Rien n’est plus beau que les mains d’une femme dans la farine
Quand tu fais la tarte aux pommes, poupée, tu es divine
Rien n’est plus beau que les mains d’une femme dans la farine. *
- Claude Nougaro
As, once again, Europe reposes snuggly under a blanket of white, Nantes remains bright and clear and unusually, sadly, free of dusty snow. Blizzards rage across the country and cities are buried under thick drifts of powder one after the other, yet Nantes stays temperate and dry. Oh, we did have our one flurry, whipping across the rooftops and through the streets, ever so fleetingly, but it has already fluttered away, disappearing like an ace of spades in the fingers of a magician, as ephemeral as dandelion fluff carried away on the wind. The long-promised snow came early one morning and by the afternoon we were out tromping across the stretch of white on Place Louis XVI, crunching and running and laughing, enticed outside and throughout the city like excited children. Handfuls gathered up and tossed back and forth, screeching with delight, laughing as Marty danced and skipped in a futile attempt to keep his paws out of the damp cold ice. We arrived back at the house chilled and out of breath but thrilled and content with the vibrancy and sparkle of the much-anticipated winter.
But nothing lingers; the temperature has dropped to glacial yet the lovely white has melted and gone away. The Arctic chill has driven us indoors and we stay huddled together happily, reading, watching films, working on projects. I must admit that I have been so lazy these past few days, lazy and blah and just a tad grumpy, so grumpy that I had my men dancing around me trying to cheer me up, attempting to drag a chuckle from my lips, doing what they could to pull me up and out of the doldrums. Silly faces, eye-roll-worthy jokes and a quick song and dance were mine for the asking, but, alas, I was in no mood to be consoled. I buried my chin just a little bit deeper into my collar and plunked down into my chair at the table, as if on cue, just to be fed. Despite my absolute passion for the icy winter weather, maybe the fact of being inside, albeit cozy and warm, has made me lackadaisical, my energy sapped and my brain and body simply listless. So JP decided that a jaunt out in the chill, a stroll through town, a spot of window shopping, would be just the thing to kick start my creative energy and inspire a story or two. So…
We ventured to Angers today, a wonderful city an hour outside of Nantes, where the chill factor was below frigid and snow still carpeted the ground. Simon went to take a language proficiency test, so JP and I scurried and slid across their very icy sidewalks, through the streets, looking for a warm haven in which to wait. Arm in arm, only tumbling once, we popped into a café and ordered steaming mugs of hot chocolate and nibbled on bottereaux, small square puffs of fried dough dusted with powdered sugar, a regional specialty for Carnival, and we happily wiled away an hour in the warm comfort of a barren bistro. Not ones to miss out on a little adventure and fresh air, we finally bundled back up, gathered our courage and ventured our way back out into the cold. A slippery-slidey trip through the center of Angers, we decided to once again visit the la Tenture de l’Apocalypse, the stunning XIVth century tapestries depicting the Apocalypse created for Louis 1er d’Anjou, on display in a long, dark, solemn wing of the city’s Château. We love the quiet, deserted space, miles high and so dim we had to lean in closely and squint to read the description of each tapestry. A wonderful sanctuary with a fascinating history, but back out into the snow we went to finally meet up with Simon and drive back home where….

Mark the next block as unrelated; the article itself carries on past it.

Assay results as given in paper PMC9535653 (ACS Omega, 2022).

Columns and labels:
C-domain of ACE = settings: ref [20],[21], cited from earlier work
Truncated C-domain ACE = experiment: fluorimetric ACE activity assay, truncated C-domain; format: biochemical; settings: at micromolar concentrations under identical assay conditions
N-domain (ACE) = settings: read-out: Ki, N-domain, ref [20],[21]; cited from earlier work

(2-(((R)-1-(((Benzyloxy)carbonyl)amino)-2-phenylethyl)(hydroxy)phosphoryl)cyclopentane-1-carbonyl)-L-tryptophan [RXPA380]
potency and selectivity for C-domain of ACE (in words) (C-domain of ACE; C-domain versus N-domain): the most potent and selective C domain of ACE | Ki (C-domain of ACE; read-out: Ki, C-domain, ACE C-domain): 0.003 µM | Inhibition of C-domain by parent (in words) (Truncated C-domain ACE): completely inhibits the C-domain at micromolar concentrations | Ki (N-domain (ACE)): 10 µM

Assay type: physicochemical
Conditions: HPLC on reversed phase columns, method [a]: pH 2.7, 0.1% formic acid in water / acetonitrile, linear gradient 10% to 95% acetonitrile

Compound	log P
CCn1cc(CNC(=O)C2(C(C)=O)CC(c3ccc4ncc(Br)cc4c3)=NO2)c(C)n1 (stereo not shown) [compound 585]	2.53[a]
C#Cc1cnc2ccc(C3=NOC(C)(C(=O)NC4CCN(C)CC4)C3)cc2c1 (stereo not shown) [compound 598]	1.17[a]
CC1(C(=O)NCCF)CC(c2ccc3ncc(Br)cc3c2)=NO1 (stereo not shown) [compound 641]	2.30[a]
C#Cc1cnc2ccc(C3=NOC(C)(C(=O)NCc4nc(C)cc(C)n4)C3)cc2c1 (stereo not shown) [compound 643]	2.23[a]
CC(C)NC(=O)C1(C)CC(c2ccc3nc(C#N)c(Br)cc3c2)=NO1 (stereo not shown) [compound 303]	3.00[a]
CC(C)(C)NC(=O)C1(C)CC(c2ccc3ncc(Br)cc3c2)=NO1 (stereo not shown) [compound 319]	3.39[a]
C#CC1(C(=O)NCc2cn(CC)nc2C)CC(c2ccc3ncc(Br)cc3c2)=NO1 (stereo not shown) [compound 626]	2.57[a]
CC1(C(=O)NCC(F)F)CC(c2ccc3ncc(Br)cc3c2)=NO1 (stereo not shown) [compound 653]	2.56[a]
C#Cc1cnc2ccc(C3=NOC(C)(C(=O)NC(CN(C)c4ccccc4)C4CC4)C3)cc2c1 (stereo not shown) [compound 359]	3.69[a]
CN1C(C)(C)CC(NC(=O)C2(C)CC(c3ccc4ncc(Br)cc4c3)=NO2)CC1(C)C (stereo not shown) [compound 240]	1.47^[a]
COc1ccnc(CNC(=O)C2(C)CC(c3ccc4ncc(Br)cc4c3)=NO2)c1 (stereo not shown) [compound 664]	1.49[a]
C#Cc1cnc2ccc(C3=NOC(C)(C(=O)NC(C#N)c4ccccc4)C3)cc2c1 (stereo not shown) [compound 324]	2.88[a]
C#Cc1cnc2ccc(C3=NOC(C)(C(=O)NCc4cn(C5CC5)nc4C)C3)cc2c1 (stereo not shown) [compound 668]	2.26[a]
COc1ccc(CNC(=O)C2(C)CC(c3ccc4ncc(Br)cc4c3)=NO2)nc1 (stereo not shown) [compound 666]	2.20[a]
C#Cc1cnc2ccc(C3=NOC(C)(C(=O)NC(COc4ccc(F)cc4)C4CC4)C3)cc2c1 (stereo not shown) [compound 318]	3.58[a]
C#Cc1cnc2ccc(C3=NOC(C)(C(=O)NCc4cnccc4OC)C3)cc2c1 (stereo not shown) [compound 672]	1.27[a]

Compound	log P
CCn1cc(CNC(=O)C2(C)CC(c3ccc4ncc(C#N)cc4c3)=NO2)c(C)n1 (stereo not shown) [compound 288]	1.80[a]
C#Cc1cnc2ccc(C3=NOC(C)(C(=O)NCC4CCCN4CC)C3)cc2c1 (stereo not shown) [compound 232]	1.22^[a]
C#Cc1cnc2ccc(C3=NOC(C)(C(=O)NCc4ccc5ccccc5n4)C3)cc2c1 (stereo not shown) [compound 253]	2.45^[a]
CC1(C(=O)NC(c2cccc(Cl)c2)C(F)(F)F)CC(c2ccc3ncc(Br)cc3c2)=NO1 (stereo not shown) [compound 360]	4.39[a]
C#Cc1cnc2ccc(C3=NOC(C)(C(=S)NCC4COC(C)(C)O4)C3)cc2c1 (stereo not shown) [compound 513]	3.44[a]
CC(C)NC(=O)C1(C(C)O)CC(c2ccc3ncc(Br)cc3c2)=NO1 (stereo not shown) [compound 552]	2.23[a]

We found Marty curled up against the radiator, slowly going bald as he mysteriously does each and every winter, and we unbundled and tried to find a warm spot in our vast, drafty apartment. An adventure and a quick call to a friend upon returning home did indeed seem to boost my spirit and knock some ideas into the old noggin and I began to organize my work and type. Yet, for three days or more, Simon has been begging me, nudging me, prodding and harassing me to bake him brownies: chocolaty yet not too chocolaty, moist yet not too dense, fluffy, crusty with enough chopped pecans to balance out the natural sweetness of a good pan of brownies. Yes, my baby is exacting, fussy and downright imperious, but what’s a mother to do? He loves my treats as long as they are always exactly the same. With nothing special or, as he says, “fishy” inside. And so I made him brownies. Little does he know and much to his horror if he ever finds out, I decided to jazz up this great, classic brownie recipe with orange and Cointreau with the idea to turn part of the recipe into a stunning, elegant, luxurious and romantic treat for Valentine’s Day. So a splash of liqueur and a bar of orange-flavored chocolate and the trick was done. And out came my heart-shaped muffin tin and the romantic girly-girl and the devoted mom merged into one and Orange Cointreau Brownies were born.
Rien n’est plus pur que les mains d’une femme dans la farine. *
Who says that Valentine’s Day should be pink and red. Orange is the color of burning desire, and after 25 years with my own man I can assure you that burning desire is still indeed the color of the day. Orange is fiery heat, burning bright and constant rather than explosive red bursting and then quickly fading away or gentle pink, pale, feminine and utterly forgettable. Orange is creativity and enthusiasm, deep, passionate, inspiring. So you can keep your dainty raspberry concoctions, your effeminate, sweet strawberry confections. The bright, jazzy taste of oranges, the voluptuous whipped mascarpone cream, light, ethereal yet so sumptuous, spiked with an ever-so-adult splash or three of Cointreau atop a dense orange-scented brownie infused with sharp, bitter orange marmalade is my Valentine’s Day offering, a gift from the heart. Passionate, indulgent, neither insipid nor conventional, an astonishing Tiramisu, a superbly lavish Valentine’s Day dessert to declare your burning desire.